Ford Focus review – still ahead of the curve

Ford Focus review – still ahead of the curve
Ford Focus review – still ahead of the curve

There’s a reason Ford has sold two million Focuses in the 20 years since it was launched.

Back in 1998 it was groundbreaking in the segment, offering styling and handling like none of its rivals. Since then it’s become a byword for a car that can meet the varied family needs of the nation without compromising on driver engagement.

Over the generations it’s got fatter and uglier but the core attractions have remained, it’s always been good to drive, well equipped and big enough for your average family.

Now, with this fourth generation new from the ground up. it’s even better to drive, even better equipped and even bigger. Plus it’s better looking.

Ford Focus ST-Line X

Price: £26,410 (£31,450 as tested)
Engine: 1.5-litre, four-cylinder, diesel
Power: 118bhp
Torque: 221lb/ft
Transmission: Eight-speed automatic
Top speed: 120mph
0-62mph: 10.2 seconds
Economy: 64.2mpg
CO2 emissions: 116g/km

This all-new model is built on a new platform to be bigger yet lighter than before. The wheelbase is stretched meaning that the new model offers more interior space (8cm more rear legroom) while only growing 2cm in overall length and there’s more head and shoulder room than before. It’s still not as generous feeling as a Honda Civic but will do fine for a family of four. Five adults, however, will feel squeezed and legroom in the rear is compromised by a tall driver.

The interior is central to Ford’s “human-centric” design, created to “deliver rich user experiences with every interaction”. That’s marketing speak for making it easier to use and nicer to sit in.

It’s certainly both of those. There are half as many buttons as in the previous model, which means the interior looks and feels less cluttered. There are still buttons for all the important functions but it feels more organised than before and better thought out than the newly launched Kia Ceed.

Ford Focus

Ahead of the driver, the instrument cluster carries the usual information but you can also opt for a handy head-up display. All except the most basic Style versions also get a Sync 3 touchscreen  with Android Auto and Apple CarPlay while higher-trim models get sat nav and an optional B&O Play stereo.

Also new for the Focus, lane keep assist and autonomous emergency braking are standard on all models, as are alloy wheels and air con.

Later this year we’ll get the Active variant along with more engines choices but at the moment the Focus comes in seven trims with the choice of three petrol and two diesel engines. Basic Style models start at £17,930 while the sharp looking ST-Line X in the pictures weighs in at more hefty £24,050.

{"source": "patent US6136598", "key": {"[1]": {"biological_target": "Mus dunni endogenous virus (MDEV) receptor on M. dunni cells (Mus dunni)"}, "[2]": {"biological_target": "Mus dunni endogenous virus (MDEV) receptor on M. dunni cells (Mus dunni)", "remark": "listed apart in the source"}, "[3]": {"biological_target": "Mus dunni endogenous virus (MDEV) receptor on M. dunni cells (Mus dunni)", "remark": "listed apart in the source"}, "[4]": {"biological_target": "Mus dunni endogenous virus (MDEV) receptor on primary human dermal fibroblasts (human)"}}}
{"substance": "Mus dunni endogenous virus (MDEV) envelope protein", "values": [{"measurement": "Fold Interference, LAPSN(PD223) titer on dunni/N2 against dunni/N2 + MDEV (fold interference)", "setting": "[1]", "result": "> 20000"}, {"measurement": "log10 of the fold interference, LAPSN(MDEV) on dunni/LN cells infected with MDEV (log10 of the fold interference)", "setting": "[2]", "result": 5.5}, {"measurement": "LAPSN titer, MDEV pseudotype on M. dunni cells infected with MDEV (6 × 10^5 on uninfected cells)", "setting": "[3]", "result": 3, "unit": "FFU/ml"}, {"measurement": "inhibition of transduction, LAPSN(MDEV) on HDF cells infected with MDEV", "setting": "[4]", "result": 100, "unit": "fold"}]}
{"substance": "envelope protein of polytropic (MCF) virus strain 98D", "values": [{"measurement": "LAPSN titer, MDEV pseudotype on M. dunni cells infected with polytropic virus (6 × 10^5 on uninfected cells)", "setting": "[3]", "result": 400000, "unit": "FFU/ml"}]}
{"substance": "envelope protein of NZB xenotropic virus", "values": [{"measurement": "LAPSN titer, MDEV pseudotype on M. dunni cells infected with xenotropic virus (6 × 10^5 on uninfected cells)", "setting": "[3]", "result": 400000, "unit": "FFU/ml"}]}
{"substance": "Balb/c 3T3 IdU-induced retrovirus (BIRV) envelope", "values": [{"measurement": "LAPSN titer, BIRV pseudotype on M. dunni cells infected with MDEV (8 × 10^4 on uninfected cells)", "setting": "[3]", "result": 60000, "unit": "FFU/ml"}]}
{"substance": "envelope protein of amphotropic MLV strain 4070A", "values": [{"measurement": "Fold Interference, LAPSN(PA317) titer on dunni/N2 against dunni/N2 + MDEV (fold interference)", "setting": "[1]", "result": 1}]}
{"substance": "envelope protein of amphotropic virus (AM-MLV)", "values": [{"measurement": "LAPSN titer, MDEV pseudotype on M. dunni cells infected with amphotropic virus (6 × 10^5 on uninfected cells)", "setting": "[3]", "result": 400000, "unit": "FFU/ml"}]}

Ford Focus

On the launch I tested two of the expected best selling engines – the 118bhp version of the 1.0-litre EcoBoost and the 1.5-litre 118bhp diesel. Both felt adequate without convincing me that they were the best fit for the car.

The 118bhp is the most powerful petrol at the moment (84bhp and 99bhp are also available) but takes a while to wind up to A road speeds. And if you push it hard it feels rough. More powerful 1.5-litre petrols are coming later in the year that might be a better match.

The diesel also displayed some pretty rough characteristics under heavy acceleration but was impeccably smooth and quiet on a motorway cruise. On A roads it felt less responsive but I’m inclined to blame a fairly sluggish auto gearbox for that.

Both drivetrain setups felt that they were slightly holding the car back, which is a shame because it drives brilliantly – Ford’s engineers have hit it out of the park again.

Ford Focus

The weight, feel, speed and response of the steering and other controls remains class-leading. The chunky steering wheel feels sporty and offers great input and feedback and the chassis and body control are better than any other mainstream C-segment hatchback.

The lower spec models now get a twist-beam rear suspension, which is more basic but still offers a strong drive. Bigger engined and higher-specced cars get newly fettled independent rear suspension with the option of continuously controlled adaptive damping.

While rattling along an A road remains a pleasure, the Focus also handles the dull motorway work easily, proving quiet, smooth and comfortable.

It’s helped by new and optional tech including adaptive cruise control, lane keep assist with lane centring and queue assist for stop/start traffic.

Ford Focus

Other elements that lead to Ford boasting that the Focus is the most technologically competent model ever include camera-based predictive curve lighting, that head-up display, evasive steering that helps avoid stationary objects and fully automated parking assist.

There’s also the FordPass Connect app that allows you to check your fuel levels, lock and unlock the car and even start it from anywhere in the world. The fact they couldn’t get it to work on the carefully choreographed launch doesn’t bode well and the whole thing smacks of a gimmick for its own sake.

Quite simply, the Focus doesn’t need such gimmicks anyway. Many other mainstream rivals are decent, competent cars – the VW Golf remains a class act, the new Kia Ceed is closer to the Ford than ever and the Peugeot 308 is a stylish, comfortable option – but the Focus is still doing what it started out with 20 years ago. Nothing else quite blends its style, family friendliness, technology and driving pleasure in such a complete way.

Ford Focus

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